Hundreds of banners and metres of fabric used for Extinction Rebellion protests

A total of 100 banners, 300 metres of fabric and more than 20 litres of paint are being used in the two weeks of protests across the capital by environmental action group Extinction Rebellion.

The group is in the midst of staging a fortnight of protests to demonstrate against the world’s ongoing use of fossil fuels, which are driving climate change.

As part of the campaigning, Extinction Rebellion uses elaborate costumes, props, art displays (dubbed “art actions” by the group), banners and flags when parading through different cities.

A member for the group, known only as Bridget, is the UK arts factory co-ordinator and said creating the artwork for the protest begins weeks, sometimes months, in advance.

Extinction Rebellion protests
Design packs are sent to the protesters so they can all design costumes for a ‘unified’ look (Stefan Rousseau/PA)

She told the PA news agency: “To make the banners and flags, we do 16-hour days, with no breaks, for about a month.

“We try to resource as many materials as we can. Our printer ink is the most environmentally-friendly printer ink you can get on the planet. We do a lot of research. We get donations and t-shirts from merch companies with their dead stock and charities.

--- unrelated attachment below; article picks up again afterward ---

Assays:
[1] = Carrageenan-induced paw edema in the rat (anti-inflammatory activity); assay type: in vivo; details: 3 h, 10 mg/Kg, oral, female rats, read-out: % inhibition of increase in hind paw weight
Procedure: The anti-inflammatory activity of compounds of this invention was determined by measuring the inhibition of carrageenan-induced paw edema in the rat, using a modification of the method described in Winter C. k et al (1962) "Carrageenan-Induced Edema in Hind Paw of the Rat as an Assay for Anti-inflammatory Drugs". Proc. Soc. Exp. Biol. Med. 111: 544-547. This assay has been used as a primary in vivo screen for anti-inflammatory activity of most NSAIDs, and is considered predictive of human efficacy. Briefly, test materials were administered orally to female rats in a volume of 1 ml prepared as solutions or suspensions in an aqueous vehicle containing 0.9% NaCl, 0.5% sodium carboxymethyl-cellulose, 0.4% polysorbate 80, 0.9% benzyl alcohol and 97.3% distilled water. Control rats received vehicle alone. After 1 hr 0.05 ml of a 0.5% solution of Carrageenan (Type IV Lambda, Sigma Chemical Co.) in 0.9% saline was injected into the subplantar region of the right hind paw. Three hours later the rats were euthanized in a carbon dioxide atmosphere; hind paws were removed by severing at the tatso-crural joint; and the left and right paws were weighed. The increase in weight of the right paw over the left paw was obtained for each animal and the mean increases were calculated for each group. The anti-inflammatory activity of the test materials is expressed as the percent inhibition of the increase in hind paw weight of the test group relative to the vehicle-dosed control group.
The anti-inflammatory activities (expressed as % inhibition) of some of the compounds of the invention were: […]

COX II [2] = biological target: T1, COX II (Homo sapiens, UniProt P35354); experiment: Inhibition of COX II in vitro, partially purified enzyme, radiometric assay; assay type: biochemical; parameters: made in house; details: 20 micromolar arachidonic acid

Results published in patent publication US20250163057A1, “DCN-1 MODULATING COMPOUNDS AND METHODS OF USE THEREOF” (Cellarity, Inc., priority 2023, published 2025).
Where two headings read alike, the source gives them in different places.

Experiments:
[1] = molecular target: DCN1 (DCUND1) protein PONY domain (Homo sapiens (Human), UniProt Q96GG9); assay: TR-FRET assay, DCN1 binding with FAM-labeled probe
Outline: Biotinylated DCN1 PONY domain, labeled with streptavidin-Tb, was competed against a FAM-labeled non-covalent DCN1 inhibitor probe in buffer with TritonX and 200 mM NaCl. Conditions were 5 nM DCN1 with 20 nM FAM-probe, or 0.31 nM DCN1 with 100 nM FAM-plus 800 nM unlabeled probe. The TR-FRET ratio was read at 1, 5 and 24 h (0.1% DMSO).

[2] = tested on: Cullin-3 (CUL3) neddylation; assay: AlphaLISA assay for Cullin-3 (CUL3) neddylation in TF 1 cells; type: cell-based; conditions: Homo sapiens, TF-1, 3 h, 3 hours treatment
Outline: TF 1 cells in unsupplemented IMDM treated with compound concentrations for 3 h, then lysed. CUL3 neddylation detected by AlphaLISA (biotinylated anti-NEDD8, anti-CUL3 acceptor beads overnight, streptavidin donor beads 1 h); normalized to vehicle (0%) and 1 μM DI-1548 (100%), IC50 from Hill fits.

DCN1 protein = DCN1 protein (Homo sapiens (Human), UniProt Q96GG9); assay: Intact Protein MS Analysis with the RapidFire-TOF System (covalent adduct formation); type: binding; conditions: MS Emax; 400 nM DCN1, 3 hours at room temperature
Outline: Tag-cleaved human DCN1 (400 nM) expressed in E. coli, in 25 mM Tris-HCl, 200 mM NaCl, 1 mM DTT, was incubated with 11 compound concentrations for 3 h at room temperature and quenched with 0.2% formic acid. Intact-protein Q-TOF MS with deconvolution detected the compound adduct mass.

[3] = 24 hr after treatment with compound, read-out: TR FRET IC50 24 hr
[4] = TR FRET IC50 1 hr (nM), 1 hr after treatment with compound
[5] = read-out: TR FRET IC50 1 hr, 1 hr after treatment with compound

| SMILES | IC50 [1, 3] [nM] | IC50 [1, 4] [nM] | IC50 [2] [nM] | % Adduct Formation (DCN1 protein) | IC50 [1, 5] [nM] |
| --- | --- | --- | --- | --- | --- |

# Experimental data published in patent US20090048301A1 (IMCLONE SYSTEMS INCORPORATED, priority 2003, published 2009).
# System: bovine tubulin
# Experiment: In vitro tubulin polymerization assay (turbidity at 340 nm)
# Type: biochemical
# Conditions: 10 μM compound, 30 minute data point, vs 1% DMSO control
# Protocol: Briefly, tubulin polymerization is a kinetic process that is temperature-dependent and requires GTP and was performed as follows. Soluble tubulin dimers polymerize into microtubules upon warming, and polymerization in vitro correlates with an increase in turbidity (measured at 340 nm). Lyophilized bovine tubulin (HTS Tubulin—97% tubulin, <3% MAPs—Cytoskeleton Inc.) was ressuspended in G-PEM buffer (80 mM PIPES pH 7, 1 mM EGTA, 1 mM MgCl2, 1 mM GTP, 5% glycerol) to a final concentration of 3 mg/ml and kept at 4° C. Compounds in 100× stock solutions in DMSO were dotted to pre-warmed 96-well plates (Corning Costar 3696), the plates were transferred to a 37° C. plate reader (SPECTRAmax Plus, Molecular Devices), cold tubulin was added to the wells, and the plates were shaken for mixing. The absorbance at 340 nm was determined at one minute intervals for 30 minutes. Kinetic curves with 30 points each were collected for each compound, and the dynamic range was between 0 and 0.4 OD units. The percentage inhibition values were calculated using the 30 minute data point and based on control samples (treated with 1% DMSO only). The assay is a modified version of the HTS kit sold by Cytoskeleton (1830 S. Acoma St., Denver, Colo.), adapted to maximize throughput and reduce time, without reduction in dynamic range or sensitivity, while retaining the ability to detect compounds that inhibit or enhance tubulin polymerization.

“Everything is upcycled as much as we can. We bought 20 litres of paint and the rest was freecycled, and we have about 300 metres of fabric for banners.

“With the art actions, it depends. For the rebel trail, which was an HS2 action, it took three weeks to make.”

Extinction Rebellion protests
More than 20 litres of paint are being used by the group for the two weeks of protests in London (Jonathan Brady/PA)

The more elaborate costumes, such as the red rebels, are created by art co-ordinators across the country.

They design a costume, which is easy for others to make, and then create a design pack which is sent out to other members of the group across the country to create a “unified” look.

In London, dozens of fashion students at universities and colleges also help create the more elaborate designs.

Bridget said: “In the art factories, we create the banners, flags and t-shirts. I run workshops too.

“We have decentralised, across the UK and nations, and even globally. We provide advice on how to make everything. We then help other movements, so we’ve been working with Black Lives Matter and showing them how to make banners, how to make flags.

“There’s a community aspect to it. It’s all about everybody being able to do everything. We are all crew.”

Extinction Rebellion protests
The more elaborate costumes, such as the red rebels, are created by art co-ordinators across the country (Stefan Rousseau/PA)

The group has around 100 people across the country who make banners and flags but it also has volunteer puppet-makers, sculptors, 3D designers, musicians and architects, which brings the total up to around 2,000 volunteers who solely work on the artwork.

Speaking about the London protests, Bridget said: “Our main principle is to promote autonomy and decentralise the movement. Because we’ve had so much help from the regions, [the artwork for the London protests] has been really, really successful and the quality of the making is superb.

“The whole point of this is to reach out to the general public and talk to them about what is going on with the planet. In the next few days, there’s going to be lots more theatrical and beautiful things to see.”